Machine Design

NASA probe checks on Einstein

Four ultraprecise gyroscopes aboard NASA's Gravity Probe B satellite are gathering data to test Albert Einstein's nearly 90-year-old General Theory of Relativity.

Gloved hands holding an encased flight gyroscope rotor.


The spacecraft, which has been orbiting the Earth for more than 17 months, downloaded 50 weeks' worth of data to computers in the Mission Operations Center at Stanford University. Scientists are now analyzing the data, which is expected to take a year.

"This has been a tremendous mission for all of us," says Francis Everitt, Gravity Probe B principal investigator at Stanford. "With all the data gathered, we are proceeding deliberately to ensure everything is checked and rechecked."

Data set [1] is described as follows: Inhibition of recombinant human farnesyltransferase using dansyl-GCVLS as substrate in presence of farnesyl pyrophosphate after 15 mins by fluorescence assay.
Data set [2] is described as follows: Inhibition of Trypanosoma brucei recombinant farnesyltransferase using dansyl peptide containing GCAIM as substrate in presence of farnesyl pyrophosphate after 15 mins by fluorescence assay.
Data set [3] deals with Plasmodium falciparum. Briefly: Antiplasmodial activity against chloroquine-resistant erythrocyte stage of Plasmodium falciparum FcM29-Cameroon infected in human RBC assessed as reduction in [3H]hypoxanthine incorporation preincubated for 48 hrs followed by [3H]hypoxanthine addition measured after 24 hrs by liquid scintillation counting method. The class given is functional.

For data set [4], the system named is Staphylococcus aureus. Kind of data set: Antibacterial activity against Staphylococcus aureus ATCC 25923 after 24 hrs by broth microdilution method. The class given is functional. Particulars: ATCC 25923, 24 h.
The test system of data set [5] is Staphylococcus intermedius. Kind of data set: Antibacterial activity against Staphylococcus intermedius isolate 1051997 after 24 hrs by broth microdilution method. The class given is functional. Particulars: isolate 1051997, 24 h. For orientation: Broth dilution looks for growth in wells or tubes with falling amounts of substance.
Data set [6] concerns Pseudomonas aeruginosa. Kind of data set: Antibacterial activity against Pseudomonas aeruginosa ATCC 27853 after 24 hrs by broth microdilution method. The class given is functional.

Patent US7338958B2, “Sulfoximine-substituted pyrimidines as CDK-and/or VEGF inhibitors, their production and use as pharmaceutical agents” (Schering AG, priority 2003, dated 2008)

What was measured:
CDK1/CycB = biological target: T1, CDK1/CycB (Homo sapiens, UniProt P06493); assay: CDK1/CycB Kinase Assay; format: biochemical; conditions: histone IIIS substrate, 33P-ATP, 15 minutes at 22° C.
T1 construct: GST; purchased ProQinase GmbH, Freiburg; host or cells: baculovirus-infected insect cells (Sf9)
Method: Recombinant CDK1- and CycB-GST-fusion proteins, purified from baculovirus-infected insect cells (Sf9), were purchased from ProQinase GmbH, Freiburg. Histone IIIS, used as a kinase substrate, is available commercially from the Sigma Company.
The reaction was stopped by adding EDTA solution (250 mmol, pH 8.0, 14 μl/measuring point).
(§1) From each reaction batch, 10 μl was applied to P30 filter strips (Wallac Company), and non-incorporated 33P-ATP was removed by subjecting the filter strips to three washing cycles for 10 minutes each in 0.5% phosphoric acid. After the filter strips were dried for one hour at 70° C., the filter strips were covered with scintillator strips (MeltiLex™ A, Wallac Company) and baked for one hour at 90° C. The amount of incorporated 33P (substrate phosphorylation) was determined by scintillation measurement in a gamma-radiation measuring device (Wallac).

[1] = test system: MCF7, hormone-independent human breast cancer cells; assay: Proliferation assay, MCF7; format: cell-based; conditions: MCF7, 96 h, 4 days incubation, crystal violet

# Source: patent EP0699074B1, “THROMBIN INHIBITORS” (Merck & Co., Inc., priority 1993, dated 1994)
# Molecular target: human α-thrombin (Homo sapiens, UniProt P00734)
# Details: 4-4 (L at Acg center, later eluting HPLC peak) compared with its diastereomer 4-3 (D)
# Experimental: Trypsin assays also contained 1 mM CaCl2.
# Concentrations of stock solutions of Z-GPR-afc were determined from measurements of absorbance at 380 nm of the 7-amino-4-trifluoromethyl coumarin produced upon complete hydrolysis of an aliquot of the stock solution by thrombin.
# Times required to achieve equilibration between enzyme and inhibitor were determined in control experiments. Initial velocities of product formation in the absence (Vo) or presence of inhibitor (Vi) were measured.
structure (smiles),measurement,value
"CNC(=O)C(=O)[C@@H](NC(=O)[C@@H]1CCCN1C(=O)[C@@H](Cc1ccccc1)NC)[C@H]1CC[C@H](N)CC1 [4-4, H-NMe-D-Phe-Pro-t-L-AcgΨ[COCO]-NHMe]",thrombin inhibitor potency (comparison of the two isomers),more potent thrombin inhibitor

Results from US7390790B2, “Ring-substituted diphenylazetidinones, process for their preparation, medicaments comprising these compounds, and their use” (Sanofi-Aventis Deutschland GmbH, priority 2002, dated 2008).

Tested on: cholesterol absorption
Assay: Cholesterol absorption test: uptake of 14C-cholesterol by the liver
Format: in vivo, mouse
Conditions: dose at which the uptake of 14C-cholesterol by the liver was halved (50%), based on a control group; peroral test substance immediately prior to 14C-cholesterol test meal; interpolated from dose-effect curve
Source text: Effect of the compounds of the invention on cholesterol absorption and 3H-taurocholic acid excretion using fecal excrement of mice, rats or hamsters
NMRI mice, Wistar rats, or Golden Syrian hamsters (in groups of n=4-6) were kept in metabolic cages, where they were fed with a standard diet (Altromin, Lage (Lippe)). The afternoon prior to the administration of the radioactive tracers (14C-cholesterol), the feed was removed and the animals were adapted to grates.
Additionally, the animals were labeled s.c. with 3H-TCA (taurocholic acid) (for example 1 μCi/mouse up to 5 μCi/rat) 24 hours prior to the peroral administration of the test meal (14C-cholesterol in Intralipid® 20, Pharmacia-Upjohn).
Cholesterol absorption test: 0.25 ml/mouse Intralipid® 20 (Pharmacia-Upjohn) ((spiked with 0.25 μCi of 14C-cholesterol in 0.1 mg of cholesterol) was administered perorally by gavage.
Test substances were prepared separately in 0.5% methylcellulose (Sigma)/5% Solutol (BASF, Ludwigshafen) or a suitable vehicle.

Launched on April 20, 2004, from Vandenberg Air Force Base, Calif., Gravity Probe B's spherical gyroscopes precisely measured two extraordinary effects predicted by Einstein's Theory. One is the geodetic effect, the amount by which the Earth warps the local space time in which it resides. The other, called frame dragging, is the amount by which the rotating Earth drags local space time with it.

Stanford conceived the experiment and is NASA's prime contractor for the mission. The university has the lead for data analysis. Lockheed Martin Space Systems Co., Sunnyvale,Calif., designed, integrated, and tested the space vehicle, and built some major payload components.

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